The specter of the 2020 presidential election hovered over the House of Delegates as it gave final approval Friday morning to a bill that would allow Maryland voters to permanently vote by mail.
House Bill 1048, sponsored by Del. Jheanelle Wilkins (D-Montgomery) would allow voters to claim a permanent absentee status and vote by mail. Advocates have said the bill will benefit those who find it difficult to travel to polling places, and that the safety and popularity of voting by mail was proven during the unusual 2020 election cycle.
But Republicans who opposed the bill pressed for increased guidelines for voting by mail, including more stringent rules for maintaining the voter rolls and identification requirements.
Debate on the bill was mired in heated rhetoric, even as lawmakers denounced partisanship.
“There’s some out there that think that Republicans want to prevent certain groups of Americans from voting. And there are certain people out there who think Democrats want to have all the fraud possible to produce the outcomes that they want and are up,” House Minority Leader Nicholaus R. Kipke (R-Anne Arundel) said. “And if you watch CNN, you get one line. And if you watch Fox News, you get another line. Well somewhere in between all of that is the truth.”
Kipke said he was upset at the notion that Republicans opposing and attempting to amend the bill were operating in bad faith.
House Majority Leader Eric. G. Luedtke (D-Montgomery) responded that voter fraud cases were “vanishingly rare.”
“And yet we hear over and over again, ‘Well, we got to be careful about fraud, we’ve got to be careful about fraud,'” Luedtke said. “And that’s constantly used as a reason to not give people the options to exercise their sacred, constitutional right of voting.”
Wilkins said the debate over whether to expand absentee voting had been lost to “distractions.”
“Just because a group of voters have been lied to about fraud, and red herrings and unfounded concerns around ballot harvesting, does not mean that we have to embrace it in this chamber,” Wilkins said. “This is a bill that will increase convenience for voters, whether they vote red, or they vote blue.”
Kipke responded that suggesting he and others opposed to the bill had bought into lies was insulting.
“It’s the truth these things happen. Is it widespread? I don’t believe so. Have some people used it to mislead people for their own political agendas? Yes,” Kipke said. “What we’re suggesting is we could do this one a little better.”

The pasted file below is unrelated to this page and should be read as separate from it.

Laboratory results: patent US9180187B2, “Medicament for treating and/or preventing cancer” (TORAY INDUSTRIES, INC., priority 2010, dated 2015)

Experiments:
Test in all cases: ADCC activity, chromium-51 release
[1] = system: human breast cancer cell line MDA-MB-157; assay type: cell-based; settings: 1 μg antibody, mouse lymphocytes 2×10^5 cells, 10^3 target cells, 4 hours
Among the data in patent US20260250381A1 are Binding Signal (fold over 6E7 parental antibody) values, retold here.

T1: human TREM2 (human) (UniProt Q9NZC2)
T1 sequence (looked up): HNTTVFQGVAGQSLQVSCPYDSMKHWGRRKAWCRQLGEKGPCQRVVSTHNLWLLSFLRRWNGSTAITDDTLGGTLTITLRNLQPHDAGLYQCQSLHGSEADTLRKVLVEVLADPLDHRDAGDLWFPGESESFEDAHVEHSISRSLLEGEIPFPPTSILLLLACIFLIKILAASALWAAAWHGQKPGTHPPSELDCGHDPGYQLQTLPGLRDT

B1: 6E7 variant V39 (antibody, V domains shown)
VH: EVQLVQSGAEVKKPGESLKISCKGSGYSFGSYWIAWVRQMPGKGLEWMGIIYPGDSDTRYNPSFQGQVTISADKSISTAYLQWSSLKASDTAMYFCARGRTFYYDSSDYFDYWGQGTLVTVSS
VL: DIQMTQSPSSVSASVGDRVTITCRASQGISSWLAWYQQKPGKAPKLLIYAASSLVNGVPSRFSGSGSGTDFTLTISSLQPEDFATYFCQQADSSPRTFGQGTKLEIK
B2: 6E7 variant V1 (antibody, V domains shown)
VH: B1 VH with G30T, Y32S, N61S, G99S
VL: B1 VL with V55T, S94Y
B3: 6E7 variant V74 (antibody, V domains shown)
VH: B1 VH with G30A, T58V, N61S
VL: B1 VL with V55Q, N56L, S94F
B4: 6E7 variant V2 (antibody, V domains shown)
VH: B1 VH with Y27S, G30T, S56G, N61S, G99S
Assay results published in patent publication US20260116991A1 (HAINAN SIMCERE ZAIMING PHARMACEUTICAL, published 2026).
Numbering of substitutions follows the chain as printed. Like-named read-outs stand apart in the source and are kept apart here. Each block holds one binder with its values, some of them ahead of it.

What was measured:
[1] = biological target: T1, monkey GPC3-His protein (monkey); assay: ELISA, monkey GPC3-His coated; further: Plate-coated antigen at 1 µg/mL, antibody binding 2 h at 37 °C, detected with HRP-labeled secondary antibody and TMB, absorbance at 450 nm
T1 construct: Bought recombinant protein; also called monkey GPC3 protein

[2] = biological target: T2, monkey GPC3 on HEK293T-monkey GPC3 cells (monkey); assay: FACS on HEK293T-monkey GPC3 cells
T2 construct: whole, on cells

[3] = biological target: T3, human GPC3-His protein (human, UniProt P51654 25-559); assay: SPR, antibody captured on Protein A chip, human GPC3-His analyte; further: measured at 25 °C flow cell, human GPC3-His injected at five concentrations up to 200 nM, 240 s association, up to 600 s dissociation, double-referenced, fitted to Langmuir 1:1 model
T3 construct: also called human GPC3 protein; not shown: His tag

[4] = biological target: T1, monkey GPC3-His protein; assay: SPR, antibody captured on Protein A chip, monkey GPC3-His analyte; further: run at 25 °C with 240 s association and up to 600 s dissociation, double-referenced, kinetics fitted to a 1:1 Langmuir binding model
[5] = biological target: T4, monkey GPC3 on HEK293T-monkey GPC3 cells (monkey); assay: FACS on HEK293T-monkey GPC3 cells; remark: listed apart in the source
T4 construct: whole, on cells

House Ways and Means Chairwoman Anne R. Kaiser (D-Montgomery) reiterated that ballot harvesting, a chief concern of Republicans during the debate, was illegal in Maryland, and that election results in all 50 states were certified by their secretaries of state.
Del. Matthew Morgan (R-St. Mary’s) said “perception is reality” and that people are concerned about voter integrity.
“It’s our job as elected officials to come together and not exacerbate those fears, but to bring people together and quiet them. Because the reason why we’ve had so many years of peaceful transfers of power in this country, is because people had faith in our election systems,” Morgan said. “And if you don’t have faith in your election system, that’s when you have people rioting because that’s their alternative.”
Under the bill, which was passed 95-38, voters would have the opportunity to opt-in to permanently receive their ballot by mail. Voters would be removed from the permanent absentee ballot list if they request removal, fail to return a ballot for two consecutive statewide elections, if any mail sent to them by the State Board of Elections is returned undeliverable, or if they are removed from the voter registration list for any other reason.
The House passage of the bill was celebrated by advocates Friday afternoon. “A permanent absentee voter list is a tool to increase equity, reduce barriers, maintain enfranchisement and participation for disabled voters, all hallmarks of a healthy democracy,” said Ben Jackson, staff attorney with Disability Rights Maryland.
The bill moves on to the Senate, where a similar bill, Senate Bill 683, had a hearing earlier this week.
By Danielle E. Gaines